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Clin Exp Immunol. 1982 Feb;47(2):275-82.

A study of humoral and cell-mediated immune response following typhoid vaccination in human volunteers.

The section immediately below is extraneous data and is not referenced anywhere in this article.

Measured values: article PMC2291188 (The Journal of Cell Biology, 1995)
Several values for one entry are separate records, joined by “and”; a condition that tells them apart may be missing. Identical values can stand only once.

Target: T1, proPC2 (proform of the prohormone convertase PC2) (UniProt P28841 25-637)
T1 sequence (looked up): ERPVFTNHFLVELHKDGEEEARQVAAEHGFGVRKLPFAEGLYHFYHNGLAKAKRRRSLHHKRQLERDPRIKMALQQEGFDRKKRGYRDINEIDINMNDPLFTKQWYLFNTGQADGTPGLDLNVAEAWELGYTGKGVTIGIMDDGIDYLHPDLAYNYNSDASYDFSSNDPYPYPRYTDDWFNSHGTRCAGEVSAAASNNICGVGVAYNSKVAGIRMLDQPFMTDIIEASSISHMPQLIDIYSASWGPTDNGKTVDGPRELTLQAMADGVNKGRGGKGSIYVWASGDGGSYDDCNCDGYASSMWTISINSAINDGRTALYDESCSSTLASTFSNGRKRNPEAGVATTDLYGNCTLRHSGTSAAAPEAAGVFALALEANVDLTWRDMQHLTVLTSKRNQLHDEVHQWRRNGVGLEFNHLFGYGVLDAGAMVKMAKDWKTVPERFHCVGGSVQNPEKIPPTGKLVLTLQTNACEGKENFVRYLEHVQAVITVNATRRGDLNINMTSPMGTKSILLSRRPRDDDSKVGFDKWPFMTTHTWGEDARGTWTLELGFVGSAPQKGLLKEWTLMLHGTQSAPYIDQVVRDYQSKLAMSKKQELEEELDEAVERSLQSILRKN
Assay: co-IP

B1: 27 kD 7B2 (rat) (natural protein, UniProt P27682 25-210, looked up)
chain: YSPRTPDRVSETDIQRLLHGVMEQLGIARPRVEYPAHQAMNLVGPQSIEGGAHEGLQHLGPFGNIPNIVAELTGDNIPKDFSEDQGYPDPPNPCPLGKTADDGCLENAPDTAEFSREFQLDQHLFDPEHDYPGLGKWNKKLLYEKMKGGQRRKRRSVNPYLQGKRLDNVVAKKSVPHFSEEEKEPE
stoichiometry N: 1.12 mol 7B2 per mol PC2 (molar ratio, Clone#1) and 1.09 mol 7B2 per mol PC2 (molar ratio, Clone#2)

The specific antibody response to O, H and Vi antigens, levels of IgG, IgM, IgA, and C3 presence of soluble immune complexes, in vitro tests of cellular immunity and subsets of lymphocytes in the peripheral blood were investigated in human volunteers after a single dose of 0.1 ml intradermal typhoid vaccination. The results indicated that typhoid vaccination induced antibody formation, slightly increased IgA levels and led to a decrease in C3 which was probably due to immune complex formation. There was also a relative increase in circulating Fc-IgG receptor-bearing lymphocytes and T-gamma cells after vaccination. In those subjects who showed specific cellular immunity before vaccination, a transient depression in lymphocyte transformation and a negative leucocyte migration inhibition test with typhoid baccilli occurred post-vaccination. These findings raised doubts over the advantages of giving typhoid vaccine during an epidemic.

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